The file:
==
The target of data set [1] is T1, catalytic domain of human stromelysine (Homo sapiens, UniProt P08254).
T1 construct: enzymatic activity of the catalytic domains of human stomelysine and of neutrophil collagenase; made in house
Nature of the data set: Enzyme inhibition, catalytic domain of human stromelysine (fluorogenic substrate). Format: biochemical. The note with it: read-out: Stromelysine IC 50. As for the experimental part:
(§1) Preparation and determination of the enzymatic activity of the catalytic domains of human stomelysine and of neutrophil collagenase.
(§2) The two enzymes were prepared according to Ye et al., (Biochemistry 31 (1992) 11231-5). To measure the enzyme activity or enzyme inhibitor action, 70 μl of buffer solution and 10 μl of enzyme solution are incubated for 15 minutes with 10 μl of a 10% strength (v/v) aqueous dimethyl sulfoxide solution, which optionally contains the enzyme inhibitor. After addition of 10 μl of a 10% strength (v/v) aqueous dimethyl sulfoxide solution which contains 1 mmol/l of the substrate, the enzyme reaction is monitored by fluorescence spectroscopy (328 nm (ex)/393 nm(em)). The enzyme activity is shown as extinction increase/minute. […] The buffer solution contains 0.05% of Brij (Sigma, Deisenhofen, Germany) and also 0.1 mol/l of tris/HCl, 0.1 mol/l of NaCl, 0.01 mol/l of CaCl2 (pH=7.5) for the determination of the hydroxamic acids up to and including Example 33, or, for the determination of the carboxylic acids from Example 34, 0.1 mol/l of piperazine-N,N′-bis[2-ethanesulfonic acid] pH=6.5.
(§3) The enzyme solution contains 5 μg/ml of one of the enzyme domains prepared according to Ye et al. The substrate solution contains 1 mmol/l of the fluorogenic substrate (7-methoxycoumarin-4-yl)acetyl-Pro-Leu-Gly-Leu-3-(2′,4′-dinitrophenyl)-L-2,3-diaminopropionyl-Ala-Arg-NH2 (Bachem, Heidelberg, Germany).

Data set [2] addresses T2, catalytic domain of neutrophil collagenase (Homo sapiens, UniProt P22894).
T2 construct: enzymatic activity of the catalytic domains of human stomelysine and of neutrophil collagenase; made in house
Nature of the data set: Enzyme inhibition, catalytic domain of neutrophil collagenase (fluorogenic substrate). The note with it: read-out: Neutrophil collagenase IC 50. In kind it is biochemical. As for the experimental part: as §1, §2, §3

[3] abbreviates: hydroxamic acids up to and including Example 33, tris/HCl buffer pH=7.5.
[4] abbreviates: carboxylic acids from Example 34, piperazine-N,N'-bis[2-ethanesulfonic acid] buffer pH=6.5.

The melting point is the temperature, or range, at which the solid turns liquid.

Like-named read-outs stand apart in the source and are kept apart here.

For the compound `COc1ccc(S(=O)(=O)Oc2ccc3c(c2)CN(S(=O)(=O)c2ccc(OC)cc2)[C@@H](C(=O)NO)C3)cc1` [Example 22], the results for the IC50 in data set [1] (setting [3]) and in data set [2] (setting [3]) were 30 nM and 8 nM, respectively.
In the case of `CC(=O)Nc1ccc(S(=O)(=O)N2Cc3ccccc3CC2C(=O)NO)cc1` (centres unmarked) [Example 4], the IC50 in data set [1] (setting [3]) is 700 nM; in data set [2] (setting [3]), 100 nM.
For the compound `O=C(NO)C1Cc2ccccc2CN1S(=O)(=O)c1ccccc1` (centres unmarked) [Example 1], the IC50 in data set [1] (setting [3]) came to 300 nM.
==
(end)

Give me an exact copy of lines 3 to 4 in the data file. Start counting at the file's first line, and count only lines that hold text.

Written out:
Nature of the data set: Enzyme inhibition, catalytic domain of human stromelysine (fluorogenic substrate). Format: biochemical. The note with it: read-out: Stromelysine IC 50. As for the experimental part:
(§1) Preparation and determination of the enzymatic activity of the catalytic domains of human stomelysine and of neutrophil collagenase.